If you spend any amount of time perusing the souks in Morocco, you’ll find that there’s an assortment of dried fruit and nuts available, at what seems like every other stall. I always loaded my bag with walnuts, almonds, and apricots, and these little balls of goodness were inspired by the flavors I encountered on a regular basis.
The best part is, if you prefer dates to apricots or pecans and cashews to walnuts and almonds, you can substitute as needed – as any combination will make for a delicious dried fruit and nut truffle. Take this Moroccan Fruit And Nut Truffles recipe anywhere you go!
Moroccan Fruit And Nut Truffles Recipe
- 1 cup (about 100 grams) walnut halves
- 1 cup (about 125 grams) whole raw almonds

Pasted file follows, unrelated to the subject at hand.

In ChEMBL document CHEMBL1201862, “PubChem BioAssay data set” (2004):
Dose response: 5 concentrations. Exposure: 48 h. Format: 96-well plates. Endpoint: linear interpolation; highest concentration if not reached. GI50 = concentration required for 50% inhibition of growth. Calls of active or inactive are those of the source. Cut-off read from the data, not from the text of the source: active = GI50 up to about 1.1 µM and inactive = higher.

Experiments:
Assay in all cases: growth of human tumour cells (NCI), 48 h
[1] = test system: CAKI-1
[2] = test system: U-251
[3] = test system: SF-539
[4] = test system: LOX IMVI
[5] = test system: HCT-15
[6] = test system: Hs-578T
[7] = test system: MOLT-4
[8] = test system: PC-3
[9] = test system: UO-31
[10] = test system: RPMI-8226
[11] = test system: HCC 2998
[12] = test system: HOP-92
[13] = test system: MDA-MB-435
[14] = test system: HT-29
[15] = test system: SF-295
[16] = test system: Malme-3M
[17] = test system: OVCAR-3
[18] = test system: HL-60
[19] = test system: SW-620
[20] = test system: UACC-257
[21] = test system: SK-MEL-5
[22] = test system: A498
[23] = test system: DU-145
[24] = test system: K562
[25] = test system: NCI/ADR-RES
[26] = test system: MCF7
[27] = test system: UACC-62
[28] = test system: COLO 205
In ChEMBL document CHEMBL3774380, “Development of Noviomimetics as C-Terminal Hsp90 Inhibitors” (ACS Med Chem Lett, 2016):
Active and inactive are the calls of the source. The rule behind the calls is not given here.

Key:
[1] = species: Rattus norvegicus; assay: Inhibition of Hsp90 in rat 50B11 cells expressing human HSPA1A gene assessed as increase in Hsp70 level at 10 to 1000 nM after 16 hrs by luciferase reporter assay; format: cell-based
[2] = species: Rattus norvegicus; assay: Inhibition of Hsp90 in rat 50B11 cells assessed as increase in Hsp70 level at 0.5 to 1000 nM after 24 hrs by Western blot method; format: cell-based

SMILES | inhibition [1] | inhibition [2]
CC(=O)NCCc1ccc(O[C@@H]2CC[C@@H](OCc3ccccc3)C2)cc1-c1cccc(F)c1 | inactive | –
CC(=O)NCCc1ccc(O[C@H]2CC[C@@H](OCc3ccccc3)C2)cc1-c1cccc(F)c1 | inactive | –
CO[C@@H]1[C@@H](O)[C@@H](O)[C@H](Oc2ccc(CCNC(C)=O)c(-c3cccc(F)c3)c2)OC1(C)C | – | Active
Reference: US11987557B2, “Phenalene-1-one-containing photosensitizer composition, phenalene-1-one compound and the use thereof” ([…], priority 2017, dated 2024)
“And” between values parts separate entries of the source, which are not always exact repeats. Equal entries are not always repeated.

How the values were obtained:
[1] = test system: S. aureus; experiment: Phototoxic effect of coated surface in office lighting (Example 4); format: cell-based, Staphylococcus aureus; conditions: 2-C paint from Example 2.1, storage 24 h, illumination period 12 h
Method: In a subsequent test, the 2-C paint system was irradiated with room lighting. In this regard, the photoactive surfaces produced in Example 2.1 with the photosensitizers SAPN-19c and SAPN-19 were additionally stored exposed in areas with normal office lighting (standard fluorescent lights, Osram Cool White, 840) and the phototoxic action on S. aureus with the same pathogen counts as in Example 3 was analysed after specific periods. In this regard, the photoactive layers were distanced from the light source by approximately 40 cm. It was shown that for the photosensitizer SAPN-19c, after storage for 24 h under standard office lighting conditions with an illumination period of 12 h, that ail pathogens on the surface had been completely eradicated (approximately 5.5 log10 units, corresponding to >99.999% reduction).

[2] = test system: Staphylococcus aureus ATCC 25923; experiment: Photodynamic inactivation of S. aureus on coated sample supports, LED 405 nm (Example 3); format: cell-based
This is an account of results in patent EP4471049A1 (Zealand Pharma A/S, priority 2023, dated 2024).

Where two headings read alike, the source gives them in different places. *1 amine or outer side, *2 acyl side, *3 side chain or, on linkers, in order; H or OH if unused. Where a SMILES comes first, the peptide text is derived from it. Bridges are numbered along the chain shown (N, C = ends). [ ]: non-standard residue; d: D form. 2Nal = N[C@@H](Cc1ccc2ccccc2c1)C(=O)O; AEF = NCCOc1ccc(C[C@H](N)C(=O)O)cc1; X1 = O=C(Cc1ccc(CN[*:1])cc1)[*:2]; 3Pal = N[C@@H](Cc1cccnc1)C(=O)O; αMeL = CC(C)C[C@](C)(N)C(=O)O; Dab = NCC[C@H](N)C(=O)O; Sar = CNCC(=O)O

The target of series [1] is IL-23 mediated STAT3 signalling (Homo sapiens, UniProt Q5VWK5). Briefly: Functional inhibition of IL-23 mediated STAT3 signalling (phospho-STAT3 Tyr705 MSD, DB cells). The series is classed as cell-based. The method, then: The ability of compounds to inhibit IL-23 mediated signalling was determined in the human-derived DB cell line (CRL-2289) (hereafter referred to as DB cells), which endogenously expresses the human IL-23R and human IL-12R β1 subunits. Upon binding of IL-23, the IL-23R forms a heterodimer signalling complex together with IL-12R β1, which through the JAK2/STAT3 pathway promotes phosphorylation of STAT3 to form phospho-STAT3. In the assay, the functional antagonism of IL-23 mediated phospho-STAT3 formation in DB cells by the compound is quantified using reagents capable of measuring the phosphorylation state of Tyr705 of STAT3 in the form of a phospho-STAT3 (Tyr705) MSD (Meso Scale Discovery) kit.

- 1/2 teaspoon ground cinnamon
- Pinch of sea salt
- 1 cup (about 220 grams) dried fruit (I used dates and apricots)
- 2 tablespoons chilled almond or walnut milk or water
- Coconut flour
- In a food processor, blend the nuts, salt, and cinnamon into a fine meal. Add the dried fruit and pulse until the fruit is evenly distributed, then add the almond milk and process until the dough is smooth. At this point the dough should be soft, but not sticky. If it's still a bit crumbly, add up to one additional tablespoon of water.
- Using a 1 1/2 teaspoon cookie scoop, drop the mixture onto a baking sheet lined with parchment paper. Roll between palms to form a round ball, then coat in coconut flour. Once you've rolled all the truffles (there will be about 65 of 'em!), transfer the baking sheet to the freezer until hardened, about an hour. Transfer to an air tight container and freeze (they won't harden all the way through, though) for up to one month. Truffles are softest at room temperature, but are also delicious straight from the freezer.